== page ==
Ray Sings, Basie Swings, huh? Hmm, well, yes and no. You see, the story goes something like this. In 2005, Concord Records exec John Burk, who produced Ray Charles' superb late-career, Grammy-winning Genius Loves Company, found a reel of tape simply labeled "Ray/Basie." Upon further analysis, it was determined that the 1973 recording featured Ray Charles backed by his own band -- Count Basie and his band had actually recorded earlier that day. Charles' vocal was exceptionally prominent in the mix and at first it was thought that this potentially momentous discovery would prove unable to bear fruit. But then Burk brainstormed and decided to bring the current Count Basie Orchestra -- whose leader died in 1984 -- into the studio to lay tracks behind Charles' vocals. So there's no Basie on Ray Sings, Basie Swings, but that's merely a technicality, because there is some great music. Charles was in fine form vocally on this mix of remakes of his early ABC-Paramount-era hits and then-recent material. The consecutive reworkings of "Busted," "Cryin' Time," and "I Can't Stop Loving You," three of his defining Top Ten hits of the early '60s, are given brassy, bluesy treatments here, and standards ranging from Oscar Hammerstein II's "Oh, What a Beautiful Morning" to the Beatles' "The Long and Winding Road" are transformed in Charles' hands. The set-closing "Georgia on My Mind," as close to a signature song as Charles had, is given a tender, minimalist reading, but the track preceding it, "Look What They've Done to My Song, Ma," picked up from the folk-pop singer Melanie, is quite possibly the album's highlight. It's appeared on other Ray Charles compilations before, but the gospelized, testifyin' version featured here has got to be the liveliest take on that song anyone's ever devised. So, yeah, there's no Count Basie to be found here, but his namesake orchestra does him proud. For one of those postmortem studio patch jobs that owes as much to technology as talent, it's a fine addition to the Ray Charles oeuvre, as long as one can get past the semi-false advertising of its title.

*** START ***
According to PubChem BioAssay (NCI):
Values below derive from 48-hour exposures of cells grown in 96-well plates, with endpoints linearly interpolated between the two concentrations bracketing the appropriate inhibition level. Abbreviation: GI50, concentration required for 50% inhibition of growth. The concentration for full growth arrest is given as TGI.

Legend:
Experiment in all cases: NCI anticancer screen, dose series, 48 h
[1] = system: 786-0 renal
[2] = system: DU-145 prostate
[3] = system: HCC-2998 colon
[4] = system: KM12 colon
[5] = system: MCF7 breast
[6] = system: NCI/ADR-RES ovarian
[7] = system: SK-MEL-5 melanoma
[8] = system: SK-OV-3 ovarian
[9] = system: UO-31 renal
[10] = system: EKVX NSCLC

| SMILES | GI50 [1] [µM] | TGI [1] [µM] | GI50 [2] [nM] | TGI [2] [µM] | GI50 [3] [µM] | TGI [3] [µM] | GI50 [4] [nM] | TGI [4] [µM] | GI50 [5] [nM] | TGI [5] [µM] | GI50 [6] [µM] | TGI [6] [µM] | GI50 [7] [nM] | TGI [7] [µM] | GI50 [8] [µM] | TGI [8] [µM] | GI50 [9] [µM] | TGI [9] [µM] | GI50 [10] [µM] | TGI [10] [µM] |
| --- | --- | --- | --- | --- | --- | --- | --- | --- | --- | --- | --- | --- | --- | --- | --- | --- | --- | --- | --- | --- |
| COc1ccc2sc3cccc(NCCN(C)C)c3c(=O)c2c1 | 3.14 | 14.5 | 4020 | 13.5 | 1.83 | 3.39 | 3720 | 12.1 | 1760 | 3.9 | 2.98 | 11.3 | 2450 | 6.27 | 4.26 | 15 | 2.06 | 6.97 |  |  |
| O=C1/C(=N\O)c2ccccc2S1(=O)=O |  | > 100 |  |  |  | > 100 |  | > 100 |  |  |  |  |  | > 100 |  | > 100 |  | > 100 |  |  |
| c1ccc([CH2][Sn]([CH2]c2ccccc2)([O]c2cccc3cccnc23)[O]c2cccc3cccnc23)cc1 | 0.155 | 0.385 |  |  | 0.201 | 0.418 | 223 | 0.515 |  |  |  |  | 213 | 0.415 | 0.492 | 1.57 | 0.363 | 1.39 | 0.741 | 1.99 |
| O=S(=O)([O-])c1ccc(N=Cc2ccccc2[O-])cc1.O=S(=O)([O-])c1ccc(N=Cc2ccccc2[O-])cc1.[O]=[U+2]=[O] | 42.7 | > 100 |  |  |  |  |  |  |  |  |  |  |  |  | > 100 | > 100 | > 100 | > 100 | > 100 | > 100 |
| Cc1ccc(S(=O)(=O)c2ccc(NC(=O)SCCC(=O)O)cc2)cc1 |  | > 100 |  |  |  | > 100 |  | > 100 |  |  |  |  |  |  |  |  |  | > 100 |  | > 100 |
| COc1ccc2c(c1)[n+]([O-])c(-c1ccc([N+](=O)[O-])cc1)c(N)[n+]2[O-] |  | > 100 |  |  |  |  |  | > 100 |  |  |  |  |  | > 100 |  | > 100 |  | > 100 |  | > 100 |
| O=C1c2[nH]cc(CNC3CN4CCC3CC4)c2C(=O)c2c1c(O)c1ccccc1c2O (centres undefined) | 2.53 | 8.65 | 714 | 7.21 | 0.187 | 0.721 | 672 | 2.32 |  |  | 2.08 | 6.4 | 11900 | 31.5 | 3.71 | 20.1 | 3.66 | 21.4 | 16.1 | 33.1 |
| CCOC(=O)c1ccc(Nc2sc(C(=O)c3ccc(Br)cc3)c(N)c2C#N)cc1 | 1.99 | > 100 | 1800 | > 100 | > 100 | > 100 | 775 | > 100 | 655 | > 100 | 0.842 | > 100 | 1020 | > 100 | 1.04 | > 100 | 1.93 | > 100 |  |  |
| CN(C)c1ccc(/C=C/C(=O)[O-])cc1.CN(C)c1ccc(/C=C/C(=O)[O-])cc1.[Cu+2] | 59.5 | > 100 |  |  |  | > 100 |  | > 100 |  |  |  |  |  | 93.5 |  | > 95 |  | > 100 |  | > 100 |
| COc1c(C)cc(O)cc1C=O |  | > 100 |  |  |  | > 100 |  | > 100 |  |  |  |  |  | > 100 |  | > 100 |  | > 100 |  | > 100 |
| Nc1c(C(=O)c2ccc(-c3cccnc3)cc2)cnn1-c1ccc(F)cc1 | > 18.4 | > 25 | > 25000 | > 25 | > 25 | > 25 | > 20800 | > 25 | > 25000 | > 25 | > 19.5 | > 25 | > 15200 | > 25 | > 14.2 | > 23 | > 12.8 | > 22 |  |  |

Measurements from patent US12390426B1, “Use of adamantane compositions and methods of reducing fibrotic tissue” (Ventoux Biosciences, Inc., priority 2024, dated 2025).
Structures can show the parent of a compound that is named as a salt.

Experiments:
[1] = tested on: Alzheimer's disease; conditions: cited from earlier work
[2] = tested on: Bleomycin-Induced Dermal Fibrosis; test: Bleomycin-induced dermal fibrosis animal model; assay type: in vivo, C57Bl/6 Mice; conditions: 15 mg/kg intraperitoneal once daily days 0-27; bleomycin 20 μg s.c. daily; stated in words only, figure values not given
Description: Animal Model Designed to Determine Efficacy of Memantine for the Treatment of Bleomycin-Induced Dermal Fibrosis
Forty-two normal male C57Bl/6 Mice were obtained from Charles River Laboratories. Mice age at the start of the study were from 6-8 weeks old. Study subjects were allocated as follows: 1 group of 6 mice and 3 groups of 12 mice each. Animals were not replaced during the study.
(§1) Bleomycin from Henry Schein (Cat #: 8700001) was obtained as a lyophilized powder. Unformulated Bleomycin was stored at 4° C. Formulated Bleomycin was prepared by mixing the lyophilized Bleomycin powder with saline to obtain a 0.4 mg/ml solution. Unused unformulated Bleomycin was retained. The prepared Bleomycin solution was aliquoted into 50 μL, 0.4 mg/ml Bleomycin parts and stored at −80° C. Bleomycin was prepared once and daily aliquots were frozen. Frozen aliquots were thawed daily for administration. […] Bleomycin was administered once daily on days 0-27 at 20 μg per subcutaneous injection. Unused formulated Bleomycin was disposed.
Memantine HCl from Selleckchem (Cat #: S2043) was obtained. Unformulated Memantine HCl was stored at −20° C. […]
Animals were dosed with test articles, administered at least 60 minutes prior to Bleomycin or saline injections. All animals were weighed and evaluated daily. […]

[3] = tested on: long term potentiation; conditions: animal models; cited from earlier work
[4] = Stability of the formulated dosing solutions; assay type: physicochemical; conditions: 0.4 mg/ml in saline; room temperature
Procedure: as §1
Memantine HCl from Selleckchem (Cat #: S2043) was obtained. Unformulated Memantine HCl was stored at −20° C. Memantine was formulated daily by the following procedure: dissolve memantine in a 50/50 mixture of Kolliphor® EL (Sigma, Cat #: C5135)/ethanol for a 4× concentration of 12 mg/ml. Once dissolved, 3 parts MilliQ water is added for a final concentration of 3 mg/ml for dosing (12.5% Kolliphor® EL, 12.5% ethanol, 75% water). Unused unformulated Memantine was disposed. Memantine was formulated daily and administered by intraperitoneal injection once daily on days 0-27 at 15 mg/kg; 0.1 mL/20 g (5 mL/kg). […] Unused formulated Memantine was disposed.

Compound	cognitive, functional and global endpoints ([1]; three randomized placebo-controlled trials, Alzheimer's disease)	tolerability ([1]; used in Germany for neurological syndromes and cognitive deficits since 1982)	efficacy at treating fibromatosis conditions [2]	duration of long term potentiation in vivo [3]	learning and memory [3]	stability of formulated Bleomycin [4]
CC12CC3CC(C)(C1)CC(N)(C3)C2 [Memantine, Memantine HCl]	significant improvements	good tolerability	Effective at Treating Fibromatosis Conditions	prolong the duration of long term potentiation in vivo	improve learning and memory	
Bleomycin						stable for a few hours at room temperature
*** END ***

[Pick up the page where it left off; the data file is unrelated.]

AllMusic Review by Jeff Tamarkin